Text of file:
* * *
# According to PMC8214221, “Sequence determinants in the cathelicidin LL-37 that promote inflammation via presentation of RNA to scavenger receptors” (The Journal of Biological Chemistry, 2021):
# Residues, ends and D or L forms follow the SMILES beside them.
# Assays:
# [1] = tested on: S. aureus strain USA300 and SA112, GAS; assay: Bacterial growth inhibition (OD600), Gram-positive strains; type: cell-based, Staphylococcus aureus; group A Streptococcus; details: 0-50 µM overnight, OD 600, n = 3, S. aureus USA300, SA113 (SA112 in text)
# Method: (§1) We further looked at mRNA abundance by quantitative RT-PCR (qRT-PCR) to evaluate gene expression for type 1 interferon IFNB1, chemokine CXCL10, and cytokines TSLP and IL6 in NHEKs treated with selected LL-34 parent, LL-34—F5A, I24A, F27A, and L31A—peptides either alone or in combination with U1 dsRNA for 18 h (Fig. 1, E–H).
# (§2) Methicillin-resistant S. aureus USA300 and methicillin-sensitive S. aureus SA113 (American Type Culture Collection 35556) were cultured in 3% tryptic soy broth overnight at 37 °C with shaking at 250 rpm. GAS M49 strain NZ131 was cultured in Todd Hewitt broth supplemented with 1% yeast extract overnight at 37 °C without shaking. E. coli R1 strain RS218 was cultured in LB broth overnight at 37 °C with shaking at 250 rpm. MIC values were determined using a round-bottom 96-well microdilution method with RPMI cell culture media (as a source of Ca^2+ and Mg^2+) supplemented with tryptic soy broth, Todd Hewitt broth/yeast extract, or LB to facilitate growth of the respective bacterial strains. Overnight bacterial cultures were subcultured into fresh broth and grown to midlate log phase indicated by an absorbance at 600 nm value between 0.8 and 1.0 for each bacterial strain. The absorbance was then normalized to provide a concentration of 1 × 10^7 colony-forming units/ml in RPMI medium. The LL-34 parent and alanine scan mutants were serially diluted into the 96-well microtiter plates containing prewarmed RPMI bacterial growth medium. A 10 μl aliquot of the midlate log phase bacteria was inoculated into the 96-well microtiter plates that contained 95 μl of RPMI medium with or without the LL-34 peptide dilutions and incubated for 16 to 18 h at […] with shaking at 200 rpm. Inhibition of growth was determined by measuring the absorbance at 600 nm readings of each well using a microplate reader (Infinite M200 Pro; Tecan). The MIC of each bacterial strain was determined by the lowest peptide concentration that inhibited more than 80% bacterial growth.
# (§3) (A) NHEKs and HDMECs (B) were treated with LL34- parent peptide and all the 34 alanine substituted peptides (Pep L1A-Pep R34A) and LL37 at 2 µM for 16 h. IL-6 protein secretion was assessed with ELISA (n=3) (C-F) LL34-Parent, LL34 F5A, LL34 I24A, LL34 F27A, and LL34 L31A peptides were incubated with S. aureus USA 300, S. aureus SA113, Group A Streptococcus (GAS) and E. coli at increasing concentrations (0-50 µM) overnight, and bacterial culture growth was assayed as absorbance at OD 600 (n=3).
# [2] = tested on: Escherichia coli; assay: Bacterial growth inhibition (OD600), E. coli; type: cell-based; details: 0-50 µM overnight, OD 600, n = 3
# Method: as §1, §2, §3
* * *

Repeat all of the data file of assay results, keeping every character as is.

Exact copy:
# According to PMC8214221, “Sequence determinants in the cathelicidin LL-37 that promote inflammation via presentation of RNA to scavenger receptors” (The Journal of Biological Chemistry, 2021):
# Residues, ends and D or L forms follow the SMILES beside them.
# Assays:
# [1] = tested on: S. aureus strain USA300 and SA112, GAS; assay: Bacterial growth inhibition (OD600), Gram-positive strains; type: cell-based, Staphylococcus aureus; group A Streptococcus; details: 0-50 µM overnight, OD 600, n = 3, S. aureus USA300, SA113 (SA112 in text)
# Method: (§1) We further looked at mRNA abundance by quantitative RT-PCR (qRT-PCR) to evaluate gene expression for type 1 interferon IFNB1, chemokine CXCL10, and cytokines TSLP and IL6 in NHEKs treated with selected LL-34 parent, LL-34—F5A, I24A, F27A, and L31A—peptides either alone or in combination with U1 dsRNA for 18 h (Fig. 1, E–H).
# (§2) Methicillin-resistant S. aureus USA300 and methicillin-sensitive S. aureus SA113 (American Type Culture Collection 35556) were cultured in 3% tryptic soy broth overnight at 37 °C with shaking at 250 rpm. GAS M49 strain NZ131 was cultured in Todd Hewitt broth supplemented with 1% yeast extract overnight at 37 °C without shaking. E. coli R1 strain RS218 was cultured in LB broth overnight at 37 °C with shaking at 250 rpm. MIC values were determined using a round-bottom 96-well microdilution method with RPMI cell culture media (as a source of Ca^2+ and Mg^2+) supplemented with tryptic soy broth, Todd Hewitt broth/yeast extract, or LB to facilitate growth of the respective bacterial strains. Overnight bacterial cultures were subcultured into fresh broth and grown to midlate log phase indicated by an absorbance at 600 nm value between 0.8 and 1.0 for each bacterial strain. The absorbance was then normalized to provide a concentration of 1 × 10^7 colony-forming units/ml in RPMI medium. The LL-34 parent and alanine scan mutants were serially diluted into the 96-well microtiter plates containing prewarmed RPMI bacterial growth medium. A 10 μl aliquot of the midlate log phase bacteria was inoculated into the 96-well microtiter plates that contained 95 μl of RPMI medium with or without the LL-34 peptide dilutions and incubated for 16 to 18 h at […] with shaking at 200 rpm. Inhibition of growth was determined by measuring the absorbance at 600 nm readings of each well using a microplate reader (Infinite M200 Pro; Tecan). The MIC of each bacterial strain was determined by the lowest peptide concentration that inhibited more than 80% bacterial growth.
# (§3) (A) NHEKs and HDMECs (B) were treated with LL34- parent peptide and all the 34 alanine substituted peptides (Pep L1A-Pep R34A) and LL37 at 2 µM for 16 h. IL-6 protein secretion was assessed with ELISA (n=3) (C-F) LL34-Parent, LL34 F5A, LL34 I24A, LL34 F27A, and LL34 L31A peptides were incubated with S. aureus USA 300, S. aureus SA113, Group A Streptococcus (GAS) and E. coli at increasing concentrations (0-50 µM) overnight, and bacterial culture growth was assayed as absorbance at OD 600 (n=3).
# [2] = tested on: Escherichia coli; assay: Bacterial growth inhibition (OD600), E. coli; type: cell-based; details: 0-50 µM overnight, OD 600, n = 3
# Method: as §1, §2, §3